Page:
While Auchincloss has repeatedly touted his service as a Marine captain in Afghanistan where he commanded an infantry platoon in 2012, his time spent training a 60-man counter narcotics operation in Panama has received little to no scrutiny despite the Marines and the U.S. Army School of the Americas’ long history of disastrous foreign intervention there, namely their role in training Panamanian dictator and drug lord Manuel Noriega. (The SOA, in 2001, was renamed the Western Hemisphere Institute for Security Cooperation, a reflection of its toxic reputation in the region.)
In the June survey, Auchincloss sat at 7 percent, and his spending blitz and the Globe backing has lifted him to 16.
Only Leckey, a self-described democratic socialist, has similarly surged, on the back of her own well-funded ad campaign, rising from 3 percent to 11. The number of undecided voters dropped from 46 to 25 percent, meaning the race is slowly solidifying but still up for grabs. Part of Leckey’s rise has to do with her effective positioning as a counterweight to the billionaire donors propping up her competitors’ campaigns. At the Boston Federal Reserve, Leckey worked on stress testing banks involved in consumer lending, evaluating their stability in areas like credit card lending, mortgages, and student loans. But her more recent work evaluating counterparty risk — the likelihood of a party defaulting on a debt, which then produces cascading effects through the system — within major financial institutions is an asset for a progressive in a race heavily subsidized by pharmaceutical executives, fossil fuel interests, and private equity moguls.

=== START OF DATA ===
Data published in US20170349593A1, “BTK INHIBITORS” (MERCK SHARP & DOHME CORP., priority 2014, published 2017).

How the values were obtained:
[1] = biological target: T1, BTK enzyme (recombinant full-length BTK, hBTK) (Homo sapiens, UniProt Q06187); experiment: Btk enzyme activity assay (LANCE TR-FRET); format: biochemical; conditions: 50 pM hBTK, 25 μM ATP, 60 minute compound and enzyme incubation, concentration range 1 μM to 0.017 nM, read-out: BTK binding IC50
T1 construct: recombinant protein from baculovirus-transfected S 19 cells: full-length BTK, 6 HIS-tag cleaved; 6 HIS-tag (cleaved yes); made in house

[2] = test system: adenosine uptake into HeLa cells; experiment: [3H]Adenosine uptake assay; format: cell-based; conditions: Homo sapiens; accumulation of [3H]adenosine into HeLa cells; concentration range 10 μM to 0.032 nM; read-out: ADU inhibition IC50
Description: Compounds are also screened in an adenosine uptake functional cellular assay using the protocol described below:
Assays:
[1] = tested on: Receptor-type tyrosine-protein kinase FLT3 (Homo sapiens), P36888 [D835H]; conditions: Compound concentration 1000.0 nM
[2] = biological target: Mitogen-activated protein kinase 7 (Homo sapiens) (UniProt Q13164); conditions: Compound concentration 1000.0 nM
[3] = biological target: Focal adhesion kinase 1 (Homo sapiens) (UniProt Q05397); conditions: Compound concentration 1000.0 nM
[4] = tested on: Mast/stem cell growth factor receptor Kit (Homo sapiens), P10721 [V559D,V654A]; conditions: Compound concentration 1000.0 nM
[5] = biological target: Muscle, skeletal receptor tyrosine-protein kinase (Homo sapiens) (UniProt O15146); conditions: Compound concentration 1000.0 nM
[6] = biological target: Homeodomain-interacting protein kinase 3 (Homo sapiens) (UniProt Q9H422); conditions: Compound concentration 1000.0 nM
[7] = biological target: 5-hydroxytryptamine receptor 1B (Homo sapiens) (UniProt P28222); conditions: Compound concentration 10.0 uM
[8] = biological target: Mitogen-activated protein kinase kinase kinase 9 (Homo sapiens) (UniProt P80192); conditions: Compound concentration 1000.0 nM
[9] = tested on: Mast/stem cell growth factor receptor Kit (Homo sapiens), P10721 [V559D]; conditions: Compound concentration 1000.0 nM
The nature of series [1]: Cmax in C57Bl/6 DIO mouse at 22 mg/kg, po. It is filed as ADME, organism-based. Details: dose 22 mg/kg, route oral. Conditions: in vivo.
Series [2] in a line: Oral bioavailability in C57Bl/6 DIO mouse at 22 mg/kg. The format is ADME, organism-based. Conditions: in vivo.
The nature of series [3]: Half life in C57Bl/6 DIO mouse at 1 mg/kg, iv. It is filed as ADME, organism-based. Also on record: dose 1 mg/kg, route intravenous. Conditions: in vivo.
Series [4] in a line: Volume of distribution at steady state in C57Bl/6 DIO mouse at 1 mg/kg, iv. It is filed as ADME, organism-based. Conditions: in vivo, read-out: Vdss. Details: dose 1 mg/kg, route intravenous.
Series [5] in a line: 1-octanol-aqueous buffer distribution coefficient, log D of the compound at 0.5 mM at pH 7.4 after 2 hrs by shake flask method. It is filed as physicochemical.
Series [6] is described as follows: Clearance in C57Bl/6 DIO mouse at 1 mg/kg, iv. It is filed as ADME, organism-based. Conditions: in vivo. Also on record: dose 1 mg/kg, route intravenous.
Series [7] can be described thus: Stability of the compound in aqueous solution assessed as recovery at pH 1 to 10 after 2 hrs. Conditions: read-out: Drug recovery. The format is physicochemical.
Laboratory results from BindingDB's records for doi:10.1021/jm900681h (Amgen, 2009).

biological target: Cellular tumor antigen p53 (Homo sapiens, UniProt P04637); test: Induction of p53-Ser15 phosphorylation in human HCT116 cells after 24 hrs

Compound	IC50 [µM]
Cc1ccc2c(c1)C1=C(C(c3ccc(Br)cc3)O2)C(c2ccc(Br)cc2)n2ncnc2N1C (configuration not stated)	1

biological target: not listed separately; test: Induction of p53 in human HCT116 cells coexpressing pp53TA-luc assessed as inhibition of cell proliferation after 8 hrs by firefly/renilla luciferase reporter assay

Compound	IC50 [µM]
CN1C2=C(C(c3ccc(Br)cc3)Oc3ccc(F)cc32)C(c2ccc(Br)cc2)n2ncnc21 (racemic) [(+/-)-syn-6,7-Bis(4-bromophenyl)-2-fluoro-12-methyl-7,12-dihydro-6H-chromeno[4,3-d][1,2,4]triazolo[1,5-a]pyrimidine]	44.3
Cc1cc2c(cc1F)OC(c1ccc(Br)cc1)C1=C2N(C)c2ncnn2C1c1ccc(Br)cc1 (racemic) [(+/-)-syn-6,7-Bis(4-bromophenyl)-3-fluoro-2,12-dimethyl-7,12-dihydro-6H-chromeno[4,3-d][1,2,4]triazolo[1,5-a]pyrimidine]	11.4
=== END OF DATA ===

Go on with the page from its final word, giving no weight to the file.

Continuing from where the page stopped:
There is presently nobody in Congress with comparable experience in that critical area of bank regulation.
There is presently nobody in Congress with comparable experience in that critical area of bank regulation. Rep. Katie Porter, D-Calif., and her mentor Warren are both experts on consumer finance, and now have legislative experience when it comes to risk analysis and bank regulation, but Leckey serving in Congress would be a unique complement. Leckey argues that a holistic approach to legislating the financial sector is critical. Trump supporters, she noted, believe that the nation is like a business and that therefore President Donald Trump, a businessman, is the best choice to run it. “He knows exactly how to run it into the ground. If you really believe our country is running as a business, you have to have risk assessment, and risk management, and this country has none,” Leckey said. Those risks, she said, include environmental risk, credit card risk, student loans, and medical debt. “The more you can’t pay, the higher the interest, right, bundled and put in the portfolios of the big banks, and when it takes those giant banks down, the CEOs still profit.”